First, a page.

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Mental Stress & Physical Discomfort

by George Thomas, MD, PhD

I have observed time and time again, that when your mind is stressed your body will start to hurt, or you will have some physical symptom. Mental stress almost always comes from doing something emotionally in a family situation, or physically in a non-work situation, that you do not want to do. As a rule, this is also connected with the thought of feeling guilty if you do not do the particular act, whether you want to or not.

Boredom, for instance, is low-level anger, triggered because you do not want to be where you are (music concert, college class, visiting in-laws, etc.), and typically occurs when you are doing something in a group/social situation where you feel you "have" to be. As you get older, you do fewer of these unwanted things, (a) because society puts less pressure on you, and (b) you feel more entitled to spoil yourself and be kind to yourself without feeling guilty or "selfish".

Your entire gut from the back of your throat to the top of your rectum is under autonomic control, i.e. the brain signals the spinal cord and the spinal cord signals the gut for digestion, peristalsis, and defecation. It is totally out of your voluntary control. Many of my working women, when they go away to a hotel on a business trip, are incapable of moving their bowels until they get home. Many men cannot relax enough to urinate when another man is standing at the neighboring stall. Many men also cannot get an erection when they are in bed with their wives if they have unconscious anger towards her. Most of my patients with irritable bowel syndrome have some degree of chronic stress or are suppressing anger or anxiety.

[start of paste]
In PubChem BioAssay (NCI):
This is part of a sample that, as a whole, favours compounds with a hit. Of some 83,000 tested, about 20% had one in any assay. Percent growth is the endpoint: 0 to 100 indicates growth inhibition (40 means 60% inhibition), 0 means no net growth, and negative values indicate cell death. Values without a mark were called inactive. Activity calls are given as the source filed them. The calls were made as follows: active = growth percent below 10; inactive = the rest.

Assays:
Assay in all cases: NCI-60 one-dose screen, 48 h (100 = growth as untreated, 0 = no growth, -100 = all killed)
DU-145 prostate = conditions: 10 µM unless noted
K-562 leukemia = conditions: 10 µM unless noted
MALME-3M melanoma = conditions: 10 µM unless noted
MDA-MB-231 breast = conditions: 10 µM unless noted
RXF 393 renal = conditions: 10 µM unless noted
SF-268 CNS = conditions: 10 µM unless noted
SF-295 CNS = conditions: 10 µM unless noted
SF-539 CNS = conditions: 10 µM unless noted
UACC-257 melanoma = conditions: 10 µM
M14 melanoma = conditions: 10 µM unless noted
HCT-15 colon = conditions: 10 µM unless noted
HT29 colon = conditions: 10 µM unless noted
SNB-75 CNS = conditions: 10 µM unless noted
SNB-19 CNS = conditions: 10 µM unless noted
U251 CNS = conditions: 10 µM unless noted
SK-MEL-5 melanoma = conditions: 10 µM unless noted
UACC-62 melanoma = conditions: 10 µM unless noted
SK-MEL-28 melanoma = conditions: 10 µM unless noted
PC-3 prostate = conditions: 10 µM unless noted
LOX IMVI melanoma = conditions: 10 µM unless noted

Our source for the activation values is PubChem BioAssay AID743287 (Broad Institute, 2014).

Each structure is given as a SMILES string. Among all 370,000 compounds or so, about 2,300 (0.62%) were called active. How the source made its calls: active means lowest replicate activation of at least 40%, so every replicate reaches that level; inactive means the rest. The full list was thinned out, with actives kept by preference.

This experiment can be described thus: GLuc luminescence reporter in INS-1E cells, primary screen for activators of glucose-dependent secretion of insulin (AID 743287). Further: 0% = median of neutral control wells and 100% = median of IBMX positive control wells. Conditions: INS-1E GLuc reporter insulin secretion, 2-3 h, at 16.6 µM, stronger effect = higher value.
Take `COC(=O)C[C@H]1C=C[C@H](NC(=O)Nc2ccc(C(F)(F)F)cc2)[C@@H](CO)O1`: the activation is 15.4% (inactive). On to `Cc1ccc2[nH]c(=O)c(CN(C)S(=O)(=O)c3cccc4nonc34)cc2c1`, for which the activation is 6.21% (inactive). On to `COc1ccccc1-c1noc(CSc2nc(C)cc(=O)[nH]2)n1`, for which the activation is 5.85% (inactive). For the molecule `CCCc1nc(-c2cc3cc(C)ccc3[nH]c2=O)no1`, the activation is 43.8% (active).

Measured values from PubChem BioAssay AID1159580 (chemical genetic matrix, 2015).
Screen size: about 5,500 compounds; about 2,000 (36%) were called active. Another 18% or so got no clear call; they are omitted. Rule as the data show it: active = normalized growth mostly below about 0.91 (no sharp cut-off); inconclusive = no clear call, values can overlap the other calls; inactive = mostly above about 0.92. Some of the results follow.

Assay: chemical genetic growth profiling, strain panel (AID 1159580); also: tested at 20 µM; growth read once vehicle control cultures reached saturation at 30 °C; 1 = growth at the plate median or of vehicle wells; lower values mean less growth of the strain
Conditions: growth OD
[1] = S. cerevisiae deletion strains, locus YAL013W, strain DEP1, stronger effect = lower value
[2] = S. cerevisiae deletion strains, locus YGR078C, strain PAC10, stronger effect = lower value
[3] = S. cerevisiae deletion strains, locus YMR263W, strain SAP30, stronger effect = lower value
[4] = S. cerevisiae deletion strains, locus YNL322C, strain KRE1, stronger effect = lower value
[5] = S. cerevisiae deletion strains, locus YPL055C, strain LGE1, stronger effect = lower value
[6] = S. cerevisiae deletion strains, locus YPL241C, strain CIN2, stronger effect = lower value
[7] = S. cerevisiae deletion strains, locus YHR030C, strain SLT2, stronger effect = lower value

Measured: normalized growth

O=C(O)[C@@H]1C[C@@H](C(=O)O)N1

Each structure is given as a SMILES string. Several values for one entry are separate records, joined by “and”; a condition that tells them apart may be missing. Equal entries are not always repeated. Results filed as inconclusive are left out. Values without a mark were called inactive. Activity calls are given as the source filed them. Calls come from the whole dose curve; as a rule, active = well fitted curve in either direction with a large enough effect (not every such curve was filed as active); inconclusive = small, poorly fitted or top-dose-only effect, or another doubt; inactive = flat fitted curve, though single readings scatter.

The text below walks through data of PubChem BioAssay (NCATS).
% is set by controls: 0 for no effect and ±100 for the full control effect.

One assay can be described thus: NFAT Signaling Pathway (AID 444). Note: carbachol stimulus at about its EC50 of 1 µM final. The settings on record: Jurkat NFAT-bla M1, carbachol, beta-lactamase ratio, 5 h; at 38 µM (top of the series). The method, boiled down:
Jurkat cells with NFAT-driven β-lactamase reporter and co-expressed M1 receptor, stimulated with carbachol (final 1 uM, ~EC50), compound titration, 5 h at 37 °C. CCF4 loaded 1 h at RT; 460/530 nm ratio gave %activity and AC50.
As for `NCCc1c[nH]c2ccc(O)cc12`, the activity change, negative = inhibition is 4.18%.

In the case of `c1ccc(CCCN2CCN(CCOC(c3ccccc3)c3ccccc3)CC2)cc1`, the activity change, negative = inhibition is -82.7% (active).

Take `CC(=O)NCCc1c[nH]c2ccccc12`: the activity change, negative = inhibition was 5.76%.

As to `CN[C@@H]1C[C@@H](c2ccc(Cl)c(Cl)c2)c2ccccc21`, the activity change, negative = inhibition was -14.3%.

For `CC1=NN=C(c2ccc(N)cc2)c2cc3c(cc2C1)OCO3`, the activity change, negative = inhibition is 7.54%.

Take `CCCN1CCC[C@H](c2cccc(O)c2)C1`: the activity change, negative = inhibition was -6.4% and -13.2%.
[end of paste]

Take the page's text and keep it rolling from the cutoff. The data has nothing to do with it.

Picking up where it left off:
At the first and every annual visit thereafter I ask all my patients, male and female, the same two questions: (a) Do you look forward to going to work in the AM? and (b) Do you look forward to coming home at night? If I am seeing a non-working spouse, I ask a similar questions about the feelings when the other spouse leaves for work in the AM and returns home in the PM. I also ask teenagers if they look forward to going to high school (many girls and few boys do).

When it comes to school, many students see it as a form of jail. It is less of a problem with girls than boys, because girls seem to buy into the system at an earlier age. Hence, for instance, girls always have neater handwriting than boys do, because boys don't care. This persists into adulthood: in the hospital charts I can usually distinguish male student notes from female student notes by their penmanship. But it is not a matter of lack of fine motor control, or else men could not become watchmakers. As I often tell parents, many boys don't have ADD, but rather DGD (Don't Give a Damn) disease about school, especially when it comes to homework. Of course Adderall, Ritalin, coffee, and most other CNS stimulants help everyone focus better and do better on SAT's.

Men have a slight advantage in that most of their stress is work-connected, and therefore has finite boundaries. Women, however, feel responsible for the happiness of the whole family, and often feel guilty and responsible if any family member is unhappy. In general, I have found that if a daughter gets a divorce, the father feels sorry for her, and the mother wonders what she (the mother) did that was wrong in raising her. Often, if the husband has a problem with his mother, the wife takes care of all the social interactions with her mother-in-law, even when the wife has problems with her as well. Men seem to get a free ride away from many of the emotional stresses in the family: as Jerry Seinfeld infamously put it "We men are expected to be shallow."